4WD Training in Quorn
Near the Flinders Ranges, in the town of Quorn, we elected to stop for a few days and take a 4WD training course so we could do some off-roading and actually know what we’re doing. Quorn is a pretty tiny town (~1300 people) whose claim to fame is the Pichi Richi Railway, which is the last remaining segment of The Old Ghan Railroad. You can ride the original refurbished trains on the weekend. Quorn also has a number of cute cafes, though everything closes quite early. We stayed at the local caravan park, which while being right in the middle of town was still full of parrots, bunnies, and possums, which was pretty exciting.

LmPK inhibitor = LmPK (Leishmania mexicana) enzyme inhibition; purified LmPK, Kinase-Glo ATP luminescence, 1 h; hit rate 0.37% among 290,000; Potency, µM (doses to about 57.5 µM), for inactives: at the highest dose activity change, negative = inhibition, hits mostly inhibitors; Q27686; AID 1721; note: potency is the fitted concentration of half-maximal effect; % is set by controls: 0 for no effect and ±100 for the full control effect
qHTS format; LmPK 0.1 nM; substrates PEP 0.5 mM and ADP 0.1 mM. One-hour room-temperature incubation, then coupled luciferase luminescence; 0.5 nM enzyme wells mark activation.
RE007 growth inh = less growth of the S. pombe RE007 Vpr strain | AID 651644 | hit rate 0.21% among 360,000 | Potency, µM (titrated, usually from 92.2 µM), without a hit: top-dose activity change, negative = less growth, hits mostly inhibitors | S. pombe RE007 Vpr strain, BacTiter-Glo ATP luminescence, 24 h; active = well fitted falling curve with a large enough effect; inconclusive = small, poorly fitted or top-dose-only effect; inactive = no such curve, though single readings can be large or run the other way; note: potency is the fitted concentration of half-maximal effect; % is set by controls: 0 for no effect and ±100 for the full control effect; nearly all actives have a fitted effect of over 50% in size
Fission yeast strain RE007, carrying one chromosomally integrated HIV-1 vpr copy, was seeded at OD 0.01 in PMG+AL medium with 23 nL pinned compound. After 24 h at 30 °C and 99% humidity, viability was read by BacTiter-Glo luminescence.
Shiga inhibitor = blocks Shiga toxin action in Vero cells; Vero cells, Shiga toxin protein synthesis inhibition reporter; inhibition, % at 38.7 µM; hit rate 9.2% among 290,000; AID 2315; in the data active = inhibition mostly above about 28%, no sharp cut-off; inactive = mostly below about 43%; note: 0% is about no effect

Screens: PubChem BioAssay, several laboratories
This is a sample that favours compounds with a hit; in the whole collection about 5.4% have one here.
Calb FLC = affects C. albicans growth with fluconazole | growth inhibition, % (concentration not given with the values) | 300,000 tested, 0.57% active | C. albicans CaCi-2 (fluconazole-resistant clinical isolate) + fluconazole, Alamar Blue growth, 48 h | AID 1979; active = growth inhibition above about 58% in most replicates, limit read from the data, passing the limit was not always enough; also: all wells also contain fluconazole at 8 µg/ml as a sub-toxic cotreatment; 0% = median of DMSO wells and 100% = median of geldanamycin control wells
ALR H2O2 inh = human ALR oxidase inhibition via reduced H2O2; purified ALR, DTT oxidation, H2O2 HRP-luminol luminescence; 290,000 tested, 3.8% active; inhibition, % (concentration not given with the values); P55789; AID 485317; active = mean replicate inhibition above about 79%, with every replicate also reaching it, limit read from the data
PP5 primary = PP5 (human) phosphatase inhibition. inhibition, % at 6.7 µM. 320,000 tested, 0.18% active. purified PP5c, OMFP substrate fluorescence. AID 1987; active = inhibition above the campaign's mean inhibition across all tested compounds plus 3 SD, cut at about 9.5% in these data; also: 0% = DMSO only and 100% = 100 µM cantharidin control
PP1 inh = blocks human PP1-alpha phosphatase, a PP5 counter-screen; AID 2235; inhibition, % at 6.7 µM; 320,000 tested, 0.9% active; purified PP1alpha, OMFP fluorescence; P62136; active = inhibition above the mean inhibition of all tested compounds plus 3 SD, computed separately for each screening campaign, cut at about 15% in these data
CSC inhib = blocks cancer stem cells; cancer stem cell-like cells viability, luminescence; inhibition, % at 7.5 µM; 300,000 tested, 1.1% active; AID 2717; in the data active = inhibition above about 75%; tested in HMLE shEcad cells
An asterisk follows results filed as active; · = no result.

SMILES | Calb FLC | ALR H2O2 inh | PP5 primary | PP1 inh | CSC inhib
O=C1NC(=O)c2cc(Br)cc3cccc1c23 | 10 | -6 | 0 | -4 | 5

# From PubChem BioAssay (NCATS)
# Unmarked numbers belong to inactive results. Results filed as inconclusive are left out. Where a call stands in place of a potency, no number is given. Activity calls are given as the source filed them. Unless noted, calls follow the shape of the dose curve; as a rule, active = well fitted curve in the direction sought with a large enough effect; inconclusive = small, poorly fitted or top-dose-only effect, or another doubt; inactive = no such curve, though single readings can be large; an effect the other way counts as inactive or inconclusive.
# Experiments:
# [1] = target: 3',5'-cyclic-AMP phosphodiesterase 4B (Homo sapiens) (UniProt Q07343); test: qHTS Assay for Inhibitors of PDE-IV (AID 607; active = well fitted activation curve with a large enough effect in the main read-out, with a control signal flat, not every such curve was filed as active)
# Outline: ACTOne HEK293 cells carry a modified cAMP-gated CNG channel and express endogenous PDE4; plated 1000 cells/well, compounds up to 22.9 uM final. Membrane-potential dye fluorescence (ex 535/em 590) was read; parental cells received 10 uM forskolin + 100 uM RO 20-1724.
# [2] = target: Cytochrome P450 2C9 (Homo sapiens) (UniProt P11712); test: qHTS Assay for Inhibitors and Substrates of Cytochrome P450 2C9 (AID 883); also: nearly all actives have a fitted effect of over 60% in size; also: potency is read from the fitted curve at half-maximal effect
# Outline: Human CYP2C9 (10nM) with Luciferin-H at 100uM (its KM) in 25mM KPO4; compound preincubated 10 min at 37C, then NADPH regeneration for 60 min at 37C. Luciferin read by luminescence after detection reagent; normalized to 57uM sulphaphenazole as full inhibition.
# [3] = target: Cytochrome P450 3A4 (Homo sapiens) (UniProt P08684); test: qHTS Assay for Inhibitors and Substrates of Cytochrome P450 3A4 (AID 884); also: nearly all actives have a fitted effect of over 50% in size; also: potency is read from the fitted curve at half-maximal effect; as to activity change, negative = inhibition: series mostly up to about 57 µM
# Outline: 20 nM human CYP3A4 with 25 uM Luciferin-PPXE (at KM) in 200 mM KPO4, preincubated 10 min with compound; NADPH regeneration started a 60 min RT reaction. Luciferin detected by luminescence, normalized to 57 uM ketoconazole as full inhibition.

The company that we decided to do our training with is called Pindan Tours and 4WD Training, which is run by Norman and Coralie Bee. Norman described himself as an “ex-farmer” but is also ex-chairman of the Driver Training Unit of 4WD South Australia, a driving instructor for learner drivers, and also has every driving license except for motorcycles and semis. They offer training for governmental departments and other organizations, but as it was just the two of us they invited us into their home. This was awesome because it meant we got to have a “cuppa” a lot, as well as homemade vegemite scrolls (our first vegemite experience, not bad!) and delicious wraps. The first day of our two day basic course was the theory part, which meant that I kinda zoned out a bunch (sorry!) but Chris asked lots of questions. There were the mandatory grainy videos and driving horror stories that all driver’s training seems to have, but Norman also demonstrated concepts with a little model car, which was a surprisingly effective teaching tool. I don’t remember everything about the drive train stuff but I do know now that the diff (short for differential) is the low-hanging bit that you don’t want to bang things in to. Since Norman and Coralie also lead 4WD tours, we got lots of advice about places to go on our trip round Oz. Norman also looked under the hood of our Pajero and promptly found some problems (auxiliary battery not even hooked up, battery cradle broken, fuse replaced with a bit of wire) so we knew we’d have to put a call into Travellers Autobarn.